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Quotes from Discourses on the First Decade of Titus Livius by Niccolo Machiavelli
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 Current Search - death in Discourses on the First Decade of Titus Livius
1  This view would be a reasonable one were we to disregard the object which led Romulus to put those men to death.
Discourses on the First Decade of Titus Livius By Niccolo Machiavelli
Get Context   In BOOK 1: CHAPTER IX.
2  Thereupon Antonius went to join Vespasian, who was still in Asia; by whom he was so coldly received and so little considered, that in despair he put himself to death.
Discourses on the First Decade of Titus Livius By Niccolo Machiavelli
Get Context   In BOOK 1: CHAPTER XXIX.
3  And so we find that Milan, although desirous to return to a free form of government, on the death of Filippo Visconti, had neither the force nor the skill needed to preserve it.
Discourses on the First Decade of Titus Livius By Niccolo Machiavelli
Get Context   In BOOK 1: CHAPTER XVII.
4  Wherefore, finding fit occasion, he caused the Ephori and all others likely to throw obstacles in his way, to be put to death; after which, he completely renewed the laws of Lycurgus.
Discourses on the First Decade of Titus Livius By Niccolo Machiavelli
Get Context   In BOOK 1: CHAPTER IX.
5  For proof of which I am content to rest on this old example of Coriolanus, since all may see what a disaster it would have been for Rome had he been violently put to death by the people.
Discourses on the First Decade of Titus Livius By Niccolo Machiavelli
Get Context   In BOOK 1: CHAPTER VII.
6  And if among those who died a natural death, there be found some bad emperors, like Severus, it is to be ascribed to their signal good fortune and to their great abilities, advantages seldom found united in the same man.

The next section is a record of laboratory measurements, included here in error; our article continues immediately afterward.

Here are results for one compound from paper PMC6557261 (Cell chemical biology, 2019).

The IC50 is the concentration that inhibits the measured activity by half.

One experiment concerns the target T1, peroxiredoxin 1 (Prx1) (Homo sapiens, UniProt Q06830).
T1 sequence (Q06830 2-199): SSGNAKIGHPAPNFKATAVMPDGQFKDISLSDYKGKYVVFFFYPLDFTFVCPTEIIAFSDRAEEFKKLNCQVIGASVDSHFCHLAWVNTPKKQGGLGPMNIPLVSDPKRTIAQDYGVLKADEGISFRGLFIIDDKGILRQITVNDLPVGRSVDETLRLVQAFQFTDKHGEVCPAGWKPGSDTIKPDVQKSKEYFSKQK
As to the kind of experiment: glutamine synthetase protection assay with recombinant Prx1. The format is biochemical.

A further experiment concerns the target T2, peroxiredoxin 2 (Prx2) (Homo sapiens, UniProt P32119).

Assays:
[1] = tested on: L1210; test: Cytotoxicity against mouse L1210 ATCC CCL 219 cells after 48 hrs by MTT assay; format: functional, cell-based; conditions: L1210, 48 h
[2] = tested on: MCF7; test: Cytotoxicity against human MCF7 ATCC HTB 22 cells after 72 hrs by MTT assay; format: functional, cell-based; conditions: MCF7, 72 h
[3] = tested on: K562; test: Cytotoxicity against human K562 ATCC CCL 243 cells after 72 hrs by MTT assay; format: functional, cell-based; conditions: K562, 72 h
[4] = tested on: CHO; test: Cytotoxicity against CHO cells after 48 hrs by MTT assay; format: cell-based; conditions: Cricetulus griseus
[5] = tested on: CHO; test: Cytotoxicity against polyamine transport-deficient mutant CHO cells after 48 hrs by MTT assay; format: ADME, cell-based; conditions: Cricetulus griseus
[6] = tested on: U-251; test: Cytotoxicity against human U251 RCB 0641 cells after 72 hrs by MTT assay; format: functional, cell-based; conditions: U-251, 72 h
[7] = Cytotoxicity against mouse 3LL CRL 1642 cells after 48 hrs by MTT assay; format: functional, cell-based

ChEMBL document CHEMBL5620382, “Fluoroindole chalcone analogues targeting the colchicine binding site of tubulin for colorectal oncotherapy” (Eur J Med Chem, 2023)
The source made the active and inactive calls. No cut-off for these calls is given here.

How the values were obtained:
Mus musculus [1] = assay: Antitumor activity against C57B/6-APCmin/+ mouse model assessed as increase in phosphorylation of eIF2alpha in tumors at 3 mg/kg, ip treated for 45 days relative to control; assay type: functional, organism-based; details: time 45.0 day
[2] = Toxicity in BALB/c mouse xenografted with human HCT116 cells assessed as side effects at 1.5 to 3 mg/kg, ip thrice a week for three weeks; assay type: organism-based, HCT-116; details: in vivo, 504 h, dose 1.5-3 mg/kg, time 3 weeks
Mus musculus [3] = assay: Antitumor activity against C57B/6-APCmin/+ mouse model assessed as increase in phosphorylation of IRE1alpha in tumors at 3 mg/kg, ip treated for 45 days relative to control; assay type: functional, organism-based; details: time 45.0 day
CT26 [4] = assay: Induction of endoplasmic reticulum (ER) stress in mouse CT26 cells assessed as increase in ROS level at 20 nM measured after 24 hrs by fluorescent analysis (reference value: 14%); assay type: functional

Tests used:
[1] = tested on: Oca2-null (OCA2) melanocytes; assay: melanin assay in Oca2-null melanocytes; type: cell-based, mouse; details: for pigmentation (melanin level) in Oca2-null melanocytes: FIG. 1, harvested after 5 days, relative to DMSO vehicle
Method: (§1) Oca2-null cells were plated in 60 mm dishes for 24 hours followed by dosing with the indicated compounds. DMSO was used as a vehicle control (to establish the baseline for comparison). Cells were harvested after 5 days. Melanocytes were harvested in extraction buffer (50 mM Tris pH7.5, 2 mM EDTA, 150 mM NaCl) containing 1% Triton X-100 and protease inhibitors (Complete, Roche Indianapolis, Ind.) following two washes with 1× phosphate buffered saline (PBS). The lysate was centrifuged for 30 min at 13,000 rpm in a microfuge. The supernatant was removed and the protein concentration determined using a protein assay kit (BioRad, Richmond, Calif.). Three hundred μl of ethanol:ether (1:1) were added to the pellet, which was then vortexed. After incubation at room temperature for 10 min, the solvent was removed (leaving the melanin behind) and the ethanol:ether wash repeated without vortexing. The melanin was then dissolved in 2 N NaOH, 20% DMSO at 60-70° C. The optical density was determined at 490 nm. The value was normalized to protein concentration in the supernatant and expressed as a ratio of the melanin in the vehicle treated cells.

Discourses on the First Decade of Titus Livius By Niccolo Machiavelli
Get Context   In BOOK 1: CHAPTER X.
7  Wherefore, watching his opportunity, he caused all the nobles to be put to death, and thus, to the extreme delight of the people, satisfied one of those desires by which they are possessed, namely, the desire for vengeance.
Discourses on the First Decade of Titus Livius By Niccolo Machiavelli
Get Context   In BOOK 1: CHAPTER XVI.
8  Hence the banishment and death of so many excellent men, and hence the law of ostracism, and all those other violent measures which from time to time during the history of that city were directed against her foremost citizens.
Discourses on the First Decade of Titus Livius By Niccolo Machiavelli
Get Context   In BOOK 1: CHAPTER XXVIII.
9  But if to all these cares, had been added the example of Roman generals crucified or otherwise put to death for having lost battles, it would have been impossible for a commander surrounded by so many causes for anxiety to have acted with vigour and decision.
Discourses on the First Decade of Titus Livius By Niccolo Machiavelli
Get Context   In BOOK 1: CHAPTER XXXI.
10  For it could not be supposed that he was withheld by any promptings of goodness or scruples of conscience; because in the breast of a profligate living in incest with his sister, and who to obtain the princedom had put his nephews and kinsmen to death, no virtuous impulse could prevail.